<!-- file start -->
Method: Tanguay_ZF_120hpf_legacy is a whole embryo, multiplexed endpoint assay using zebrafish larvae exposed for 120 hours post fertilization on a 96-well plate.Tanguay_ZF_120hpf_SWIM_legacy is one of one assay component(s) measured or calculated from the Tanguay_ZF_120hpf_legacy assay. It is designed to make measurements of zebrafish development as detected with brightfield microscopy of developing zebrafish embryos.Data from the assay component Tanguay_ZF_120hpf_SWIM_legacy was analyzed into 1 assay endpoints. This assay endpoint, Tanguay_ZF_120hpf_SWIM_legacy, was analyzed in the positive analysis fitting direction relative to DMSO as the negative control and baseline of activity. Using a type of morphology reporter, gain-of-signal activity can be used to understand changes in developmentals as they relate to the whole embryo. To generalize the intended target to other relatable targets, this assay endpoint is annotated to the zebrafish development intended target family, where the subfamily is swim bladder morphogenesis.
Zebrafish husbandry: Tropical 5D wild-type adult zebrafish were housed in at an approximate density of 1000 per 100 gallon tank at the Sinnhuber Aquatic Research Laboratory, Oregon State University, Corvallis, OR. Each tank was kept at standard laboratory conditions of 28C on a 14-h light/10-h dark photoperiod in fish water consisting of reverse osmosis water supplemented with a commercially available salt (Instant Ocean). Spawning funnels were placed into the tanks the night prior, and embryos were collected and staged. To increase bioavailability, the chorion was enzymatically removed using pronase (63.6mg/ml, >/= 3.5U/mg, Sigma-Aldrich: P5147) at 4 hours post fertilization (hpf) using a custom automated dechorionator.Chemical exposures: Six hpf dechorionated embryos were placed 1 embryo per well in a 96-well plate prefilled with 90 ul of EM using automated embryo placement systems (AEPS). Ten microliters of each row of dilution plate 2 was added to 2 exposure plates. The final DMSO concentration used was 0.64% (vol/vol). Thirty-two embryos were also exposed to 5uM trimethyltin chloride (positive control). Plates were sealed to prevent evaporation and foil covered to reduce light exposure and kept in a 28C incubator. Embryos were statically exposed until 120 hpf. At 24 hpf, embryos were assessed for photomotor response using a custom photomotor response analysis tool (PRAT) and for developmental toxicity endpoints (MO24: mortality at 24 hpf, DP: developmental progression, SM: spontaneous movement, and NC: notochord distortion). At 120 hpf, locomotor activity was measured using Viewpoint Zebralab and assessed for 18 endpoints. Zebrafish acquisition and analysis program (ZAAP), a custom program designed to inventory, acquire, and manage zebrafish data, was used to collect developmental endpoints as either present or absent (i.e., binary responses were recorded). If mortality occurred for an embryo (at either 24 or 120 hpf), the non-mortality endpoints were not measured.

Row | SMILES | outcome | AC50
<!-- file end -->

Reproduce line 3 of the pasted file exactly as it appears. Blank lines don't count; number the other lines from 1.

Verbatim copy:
Row | SMILES | outcome | AC50